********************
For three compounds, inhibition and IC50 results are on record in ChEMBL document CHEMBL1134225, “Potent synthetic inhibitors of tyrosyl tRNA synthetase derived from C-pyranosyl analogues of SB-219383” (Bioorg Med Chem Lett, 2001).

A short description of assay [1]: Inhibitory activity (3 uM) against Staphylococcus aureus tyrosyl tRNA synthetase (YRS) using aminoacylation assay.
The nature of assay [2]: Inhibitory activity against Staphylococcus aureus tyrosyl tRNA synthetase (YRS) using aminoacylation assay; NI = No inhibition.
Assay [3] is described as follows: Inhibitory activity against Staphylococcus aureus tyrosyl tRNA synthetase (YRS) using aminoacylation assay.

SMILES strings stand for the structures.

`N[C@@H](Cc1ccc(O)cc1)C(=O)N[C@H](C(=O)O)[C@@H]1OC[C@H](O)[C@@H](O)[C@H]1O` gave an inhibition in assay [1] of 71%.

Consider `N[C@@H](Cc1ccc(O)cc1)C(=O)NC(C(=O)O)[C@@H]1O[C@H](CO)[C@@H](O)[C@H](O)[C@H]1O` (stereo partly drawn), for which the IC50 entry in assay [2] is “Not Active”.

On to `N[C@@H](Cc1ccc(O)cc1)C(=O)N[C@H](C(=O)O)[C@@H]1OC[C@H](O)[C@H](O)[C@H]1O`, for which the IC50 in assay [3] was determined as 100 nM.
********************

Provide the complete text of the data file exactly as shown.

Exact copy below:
For three compounds, inhibition and IC50 results are on record in ChEMBL document CHEMBL1134225, “Potent synthetic inhibitors of tyrosyl tRNA synthetase derived from C-pyranosyl analogues of SB-219383” (Bioorg Med Chem Lett, 2001).

A short description of assay [1]: Inhibitory activity (3 uM) against Staphylococcus aureus tyrosyl tRNA synthetase (YRS) using aminoacylation assay.
The nature of assay [2]: Inhibitory activity against Staphylococcus aureus tyrosyl tRNA synthetase (YRS) using aminoacylation assay; NI = No inhibition.
Assay [3] is described as follows: Inhibitory activity against Staphylococcus aureus tyrosyl tRNA synthetase (YRS) using aminoacylation assay.

SMILES strings stand for the structures.

`N[C@@H](Cc1ccc(O)cc1)C(=O)N[C@H](C(=O)O)[C@@H]1OC[C@H](O)[C@@H](O)[C@H]1O` gave an inhibition in assay [1] of 71%.

Consider `N[C@@H](Cc1ccc(O)cc1)C(=O)NC(C(=O)O)[C@@H]1O[C@H](CO)[C@@H](O)[C@H](O)[C@H]1O` (stereo partly drawn), for which the IC50 entry in assay [2] is “Not Active”.

On to `N[C@@H](Cc1ccc(O)cc1)C(=O)N[C@H](C(=O)O)[C@@H]1OC[C@H](O)[C@H](O)[C@H]1O`, for which the IC50 in assay [3] was determined as 100 nM.